Sometimes injured workers need to move during the pendency of their L&I or private insurance workers’ compensation claim. It so happens that sometimes they believe they are not “allowed” to move because they have an open claim. This simply isn’t true. Injured workers have the right to move for any reason during their claim process. For the most part, the claim can continue to progress as normal. However, there are a few things I think it is important for Washington State injured workers to know if they are contemplating moving.
First, it is critical to maintain an attending provider or attending physician (AP). Out of state providers are not required to be part of the L&I Medical Provider Network (MPN). However, they are required to obtain an L&I provider number for billing purposes. Obtaining an L&I provider number isn’t a terribly difficult task. But it does take someone within the doctor’s office completing a fairly lengthy application. You might be surprised how many out of state providers already have L&I provider numbers when asked. Therefore, I always encourage injured workers to do a little research before moving.
It’s important to try and find a provider that will be willing to obtain a provider number if needed and take over as the AP on the claim. Instructions and the application for obtaining a provider number can be found on the L&I website. It is important to be prepared to assist the provider’s office in completing and submitting the application. This way, they will not be deterred by the application process.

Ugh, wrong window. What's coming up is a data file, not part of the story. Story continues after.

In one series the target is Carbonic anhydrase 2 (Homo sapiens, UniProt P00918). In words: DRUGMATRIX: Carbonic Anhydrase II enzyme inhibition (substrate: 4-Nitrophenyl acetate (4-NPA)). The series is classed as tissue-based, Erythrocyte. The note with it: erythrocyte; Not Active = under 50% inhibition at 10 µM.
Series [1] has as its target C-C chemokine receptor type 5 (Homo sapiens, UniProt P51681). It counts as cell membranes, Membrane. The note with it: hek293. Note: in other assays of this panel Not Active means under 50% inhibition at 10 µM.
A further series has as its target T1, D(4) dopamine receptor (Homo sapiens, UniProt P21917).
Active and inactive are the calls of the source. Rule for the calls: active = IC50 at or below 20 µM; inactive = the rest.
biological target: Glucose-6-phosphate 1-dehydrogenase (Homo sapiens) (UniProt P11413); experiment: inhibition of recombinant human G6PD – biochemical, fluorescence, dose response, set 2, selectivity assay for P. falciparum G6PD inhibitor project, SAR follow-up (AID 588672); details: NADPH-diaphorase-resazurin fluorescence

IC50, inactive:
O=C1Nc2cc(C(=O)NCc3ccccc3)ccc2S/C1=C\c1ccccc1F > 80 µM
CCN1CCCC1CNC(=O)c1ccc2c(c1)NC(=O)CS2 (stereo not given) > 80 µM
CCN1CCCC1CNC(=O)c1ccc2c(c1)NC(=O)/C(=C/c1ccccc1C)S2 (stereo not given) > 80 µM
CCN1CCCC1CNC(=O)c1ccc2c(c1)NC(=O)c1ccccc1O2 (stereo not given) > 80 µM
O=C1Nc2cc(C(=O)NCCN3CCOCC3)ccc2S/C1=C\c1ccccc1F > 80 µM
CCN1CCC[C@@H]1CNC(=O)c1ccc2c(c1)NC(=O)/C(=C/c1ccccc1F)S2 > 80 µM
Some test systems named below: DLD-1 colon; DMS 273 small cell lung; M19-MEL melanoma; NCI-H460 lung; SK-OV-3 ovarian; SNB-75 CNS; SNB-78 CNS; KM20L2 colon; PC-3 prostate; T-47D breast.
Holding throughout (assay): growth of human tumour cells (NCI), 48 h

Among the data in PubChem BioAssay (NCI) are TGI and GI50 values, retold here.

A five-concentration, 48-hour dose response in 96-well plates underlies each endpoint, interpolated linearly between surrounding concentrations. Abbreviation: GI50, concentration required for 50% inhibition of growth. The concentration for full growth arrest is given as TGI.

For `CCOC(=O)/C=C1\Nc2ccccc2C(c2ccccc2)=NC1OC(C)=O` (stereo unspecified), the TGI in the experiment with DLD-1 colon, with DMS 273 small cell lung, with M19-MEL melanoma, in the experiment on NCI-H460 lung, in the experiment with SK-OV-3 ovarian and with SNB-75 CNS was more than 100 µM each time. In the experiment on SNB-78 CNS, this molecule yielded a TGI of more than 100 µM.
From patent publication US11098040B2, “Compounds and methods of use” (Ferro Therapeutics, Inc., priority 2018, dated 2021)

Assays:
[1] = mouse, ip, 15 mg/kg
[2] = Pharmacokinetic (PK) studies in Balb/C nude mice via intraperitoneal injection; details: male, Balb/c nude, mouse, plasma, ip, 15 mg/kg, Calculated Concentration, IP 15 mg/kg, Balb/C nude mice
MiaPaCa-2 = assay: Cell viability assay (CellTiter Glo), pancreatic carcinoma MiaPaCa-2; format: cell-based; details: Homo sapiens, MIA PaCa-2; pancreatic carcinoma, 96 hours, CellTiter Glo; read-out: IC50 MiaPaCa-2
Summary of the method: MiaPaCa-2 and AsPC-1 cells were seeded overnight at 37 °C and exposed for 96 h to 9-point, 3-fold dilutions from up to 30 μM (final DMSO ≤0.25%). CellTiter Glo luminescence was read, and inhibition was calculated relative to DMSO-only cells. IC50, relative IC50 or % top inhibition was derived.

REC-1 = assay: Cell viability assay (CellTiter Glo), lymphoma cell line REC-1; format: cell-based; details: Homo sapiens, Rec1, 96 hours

Second, it is important for injured workers to consider how the move might impact their current or future employment prospects. For injured workers that are working, even if in a light-duty capacity, quitting a job for a move may result in the Department of Labor and Industries denying time-loss compensation benefits after the move because the injured worker would have been employable. Additionally, the new location will become the injured worker’s new labor market. If insufficient employment options are available in the new location, it could make it difficult for an able-bodied injured worker to get back to work.
Finally, I always encourage injured workers to think about whether the move is truly in their best interest. The cost of living in many parts of Washington is high, and I understand why injured workers might need to move. For example, to be in an area with a lower cost of living or closer to a support network as they recover form their industrially related conditions. However, moving when you are healthy is difficult enough let alone when you are still recovering from an industrial injury. Therefore, it is important to carefully weight the decision to move before making a hasty call.
If you are an injured worker considering a move out of state, you might want to consult the L&I Website for more information. Either way, it is good practice for injured workers who move out of state to have an attorney experienced Washington State workers’ compensation claims represent them. Attorneys can ensure that claim related requirements are met and can help to address any complications that may arise.
I RESIDE IN SOUTHERN OREGON AND HAVE AN OPEN CLAIM FROM WASHINGTON STATE MY PRESENT DOC IS RETIRING AND I AM IN NEED OF A DOC THAT WILL TAKE ME AS A NEW PATIENT. I HAVE SEARCHED OVER THE MONTHS TO NO AVAIL. ANY IDEAS??